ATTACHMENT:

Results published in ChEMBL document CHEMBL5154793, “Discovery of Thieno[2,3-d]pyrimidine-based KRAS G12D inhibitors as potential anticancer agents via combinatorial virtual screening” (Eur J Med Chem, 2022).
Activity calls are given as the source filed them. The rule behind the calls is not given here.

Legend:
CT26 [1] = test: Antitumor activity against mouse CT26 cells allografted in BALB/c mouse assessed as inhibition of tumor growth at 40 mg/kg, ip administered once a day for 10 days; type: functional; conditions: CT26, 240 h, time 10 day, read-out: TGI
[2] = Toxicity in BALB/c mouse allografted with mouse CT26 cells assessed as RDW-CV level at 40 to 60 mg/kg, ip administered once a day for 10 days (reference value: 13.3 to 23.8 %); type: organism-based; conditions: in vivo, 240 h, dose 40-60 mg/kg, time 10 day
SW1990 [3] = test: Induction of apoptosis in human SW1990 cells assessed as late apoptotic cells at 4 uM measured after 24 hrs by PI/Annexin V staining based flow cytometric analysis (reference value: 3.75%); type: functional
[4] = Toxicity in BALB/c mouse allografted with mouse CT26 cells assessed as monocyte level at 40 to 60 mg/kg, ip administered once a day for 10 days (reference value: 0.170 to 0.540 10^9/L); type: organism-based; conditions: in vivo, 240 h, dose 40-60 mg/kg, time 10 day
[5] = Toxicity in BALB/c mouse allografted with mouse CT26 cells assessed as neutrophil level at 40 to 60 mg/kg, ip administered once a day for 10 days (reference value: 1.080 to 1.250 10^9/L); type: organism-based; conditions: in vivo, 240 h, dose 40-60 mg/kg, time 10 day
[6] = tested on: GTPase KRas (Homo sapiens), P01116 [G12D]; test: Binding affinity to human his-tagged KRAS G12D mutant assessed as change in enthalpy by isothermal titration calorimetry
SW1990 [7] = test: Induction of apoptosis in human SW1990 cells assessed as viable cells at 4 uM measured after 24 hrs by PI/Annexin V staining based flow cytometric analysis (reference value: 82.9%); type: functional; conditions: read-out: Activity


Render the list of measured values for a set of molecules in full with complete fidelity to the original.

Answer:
Results published in ChEMBL document CHEMBL5154793, “Discovery of Thieno[2,3-d]pyrimidine-based KRAS G12D inhibitors as potential anticancer agents via combinatorial virtual screening” (Eur J Med Chem, 2022).
Activity calls are given as the source filed them. The rule behind the calls is not given here.

Legend:
CT26 [1] = test: Antitumor activity against mouse CT26 cells allografted in BALB/c mouse assessed as inhibition of tumor growth at 40 mg/kg, ip administered once a day for 10 days; type: functional; conditions: CT26, 240 h, time 10 day, read-out: TGI
[2] = Toxicity in BALB/c mouse allografted with mouse CT26 cells assessed as RDW-CV level at 40 to 60 mg/kg, ip administered once a day for 10 days (reference value: 13.3 to 23.8 %); type: organism-based; conditions: in vivo, 240 h, dose 40-60 mg/kg, time 10 day
SW1990 [3] = test: Induction of apoptosis in human SW1990 cells assessed as late apoptotic cells at 4 uM measured after 24 hrs by PI/Annexin V staining based flow cytometric analysis (reference value: 3.75%); type: functional
[4] = Toxicity in BALB/c mouse allografted with mouse CT26 cells assessed as monocyte level at 40 to 60 mg/kg, ip administered once a day for 10 days (reference value: 0.170 to 0.540 10^9/L); type: organism-based; conditions: in vivo, 240 h, dose 40-60 mg/kg, time 10 day
[5] = Toxicity in BALB/c mouse allografted with mouse CT26 cells assessed as neutrophil level at 40 to 60 mg/kg, ip administered once a day for 10 days (reference value: 1.080 to 1.250 10^9/L); type: organism-based; conditions: in vivo, 240 h, dose 40-60 mg/kg, time 10 day
[6] = tested on: GTPase KRas (Homo sapiens), P01116 [G12D]; test: Binding affinity to human his-tagged KRAS G12D mutant assessed as change in enthalpy by isothermal titration calorimetry
SW1990 [7] = test: Induction of apoptosis in human SW1990 cells assessed as viable cells at 4 uM measured after 24 hrs by PI/Annexin V staining based flow cytometric analysis (reference value: 82.9%); type: functional; conditions: read-out: Activity